By Susan Pawlak-seaman
Live and Learn
August 04, 2008
Looking back 40 years, there are a lot of things I clearly remember.
The assassinations of Dr. Martin Luther King Jr. and Robert F.
Kennedy in April and June of 1968, respectively.
The ongoing protests against the War in Vietnam which grew
increasingly unpopular with each passing day.
The political unrest that came to a violent head at the Democratic
National Convention in Chicago, where names like Abbie Hoffman, Jerry
Rubin and "Yippies" were forever engraved in history.
Yet until recently, there was one event of 1968 that I'd tucked
somewhere in the dusty corners of my mind: a seminal moment in the
civil rights movement that occurred during the 1968 Olympics.
I submit to you the names of John Carlos and Tommie Smith.
If you can't instantly conjure up their faces, think back (if you're
old enough) to the 1968 Summer Games. And if you happen not to have
been born then, just thumb through the pages of any photographic
chronicle of that time.
You'll resurrect an unforgettable image: three men standing on the
Olympic medal podium in Mexico City. Two of them are black and
wearing the colors of the USA; as "The Star-Spangled Banner" plays
and the American flag is hoisted as a symbol of victory, these two
young men do something symbolic of their own.
Closing their eyes and bowing their heads, they raise their fists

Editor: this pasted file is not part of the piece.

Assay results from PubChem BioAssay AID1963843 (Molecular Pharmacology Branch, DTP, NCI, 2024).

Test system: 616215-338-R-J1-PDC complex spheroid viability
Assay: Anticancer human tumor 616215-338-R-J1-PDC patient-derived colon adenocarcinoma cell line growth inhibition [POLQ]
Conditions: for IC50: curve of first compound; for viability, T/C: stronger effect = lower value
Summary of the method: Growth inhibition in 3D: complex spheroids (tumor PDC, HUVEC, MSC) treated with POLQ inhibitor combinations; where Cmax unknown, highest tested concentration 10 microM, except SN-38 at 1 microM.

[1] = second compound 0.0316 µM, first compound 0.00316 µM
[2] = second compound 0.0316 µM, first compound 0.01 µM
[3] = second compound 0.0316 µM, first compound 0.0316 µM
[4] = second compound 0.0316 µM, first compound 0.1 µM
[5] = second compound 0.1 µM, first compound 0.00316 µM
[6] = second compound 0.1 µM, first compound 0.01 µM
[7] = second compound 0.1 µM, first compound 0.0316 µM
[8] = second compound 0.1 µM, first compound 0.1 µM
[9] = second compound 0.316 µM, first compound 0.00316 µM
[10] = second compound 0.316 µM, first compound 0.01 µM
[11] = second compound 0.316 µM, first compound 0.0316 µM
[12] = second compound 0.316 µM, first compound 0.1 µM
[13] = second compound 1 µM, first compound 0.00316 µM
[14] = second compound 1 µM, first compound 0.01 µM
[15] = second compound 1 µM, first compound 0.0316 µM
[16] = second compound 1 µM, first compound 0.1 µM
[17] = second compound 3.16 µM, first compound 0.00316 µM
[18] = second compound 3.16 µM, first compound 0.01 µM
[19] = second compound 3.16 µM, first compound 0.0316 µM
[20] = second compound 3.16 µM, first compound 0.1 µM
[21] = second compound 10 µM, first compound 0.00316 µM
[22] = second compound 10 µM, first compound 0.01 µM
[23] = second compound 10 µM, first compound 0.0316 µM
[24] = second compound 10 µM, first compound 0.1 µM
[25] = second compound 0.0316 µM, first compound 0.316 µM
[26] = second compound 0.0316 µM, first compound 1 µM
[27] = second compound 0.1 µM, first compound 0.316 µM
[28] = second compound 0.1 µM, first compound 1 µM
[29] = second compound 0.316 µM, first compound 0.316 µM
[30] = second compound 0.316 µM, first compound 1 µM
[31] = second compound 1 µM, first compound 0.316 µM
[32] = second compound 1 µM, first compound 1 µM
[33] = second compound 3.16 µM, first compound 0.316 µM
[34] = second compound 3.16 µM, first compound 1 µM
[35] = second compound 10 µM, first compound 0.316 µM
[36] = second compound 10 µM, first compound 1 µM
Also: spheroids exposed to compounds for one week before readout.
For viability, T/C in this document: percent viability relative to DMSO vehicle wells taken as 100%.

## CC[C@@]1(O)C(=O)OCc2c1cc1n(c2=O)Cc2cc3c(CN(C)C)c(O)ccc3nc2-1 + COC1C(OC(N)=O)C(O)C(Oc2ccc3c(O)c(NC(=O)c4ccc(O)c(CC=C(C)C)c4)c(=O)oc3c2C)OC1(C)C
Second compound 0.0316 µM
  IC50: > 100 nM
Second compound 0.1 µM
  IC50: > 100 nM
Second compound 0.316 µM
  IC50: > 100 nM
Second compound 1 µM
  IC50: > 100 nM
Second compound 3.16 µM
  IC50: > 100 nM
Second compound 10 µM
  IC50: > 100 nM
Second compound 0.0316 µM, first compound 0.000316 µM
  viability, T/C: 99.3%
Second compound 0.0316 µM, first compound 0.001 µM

skyward as a display of Black Power. Or, as Smith and Carlos would
later explain, as a symbol of Black Power in America and unity in
As a 15-year-old soon-to-be high school junior, I was somewhat aware
of the furor their actions created. But it wasn't until four decades
later a night in mid-July when my husband and I happened to be
watching ESPN's ESPY awards that I truly realized the price Carlos
and Smith had paid.
Not only were they suspended from their national team and banned from
the Olympic Village where the athletes lived during the games, they
were also vilified for years to come. Reaction to their act of civil
disobedience was so strong that they and their families even received
Certainly, while there were both blacks and whites who supported them
from the very start, there were too many who failed to recognize the
powerful statement Carlos and Smith had made in a racially divided world.
While eventually the nation came to its senses and began to accord
these two men the respect they deserve, it was far too long in
coming. Yet, when John Carlos and Tommie Smith stepped forward to
accept the Arthur Ashe Award for Courage at last month's ESPYs, they
showed no signs of bitterness.
Instead, there was acceptance that what they did on that Olympic
stage was what they had to do in that highly charged moment in time.
They knew what they were getting themselves into, they knew what they
were risking, by raising their fists against discrimination and
oppression. By taking a stand before the eyes of the entire world,
they knew there would be a price to pay.
But bravely, Tommie Smith and John Carlos did it anyway, prepared for
the considerable consequences.
And 40 years later, we and our country are a better place because
they did. Because they dared.
Contact Susan Pawlak-Seaman at sseaman@-s-t.com.